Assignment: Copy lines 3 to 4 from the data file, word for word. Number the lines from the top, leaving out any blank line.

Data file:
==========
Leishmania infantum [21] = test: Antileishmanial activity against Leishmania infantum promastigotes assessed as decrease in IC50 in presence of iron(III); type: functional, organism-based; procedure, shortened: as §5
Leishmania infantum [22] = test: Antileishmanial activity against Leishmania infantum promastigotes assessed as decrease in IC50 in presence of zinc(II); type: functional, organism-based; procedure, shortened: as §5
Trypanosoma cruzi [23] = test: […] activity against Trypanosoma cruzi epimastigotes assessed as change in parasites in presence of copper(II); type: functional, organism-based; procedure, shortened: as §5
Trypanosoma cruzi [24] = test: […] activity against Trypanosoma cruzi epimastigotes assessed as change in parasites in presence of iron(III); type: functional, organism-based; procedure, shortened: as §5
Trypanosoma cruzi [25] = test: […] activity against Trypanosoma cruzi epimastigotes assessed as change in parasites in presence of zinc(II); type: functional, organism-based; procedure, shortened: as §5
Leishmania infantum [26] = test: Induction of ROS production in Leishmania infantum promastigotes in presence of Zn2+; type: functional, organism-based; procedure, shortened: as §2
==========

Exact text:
Trypanosoma cruzi [23] = test: […] activity against Trypanosoma cruzi epimastigotes assessed as change in parasites in presence of copper(II); type: functional, organism-based; procedure, shortened: as §5
Trypanosoma cruzi [24] = test: […] activity against Trypanosoma cruzi epimastigotes assessed as change in parasites in presence of iron(III); type: functional, organism-based; procedure, shortened: as §5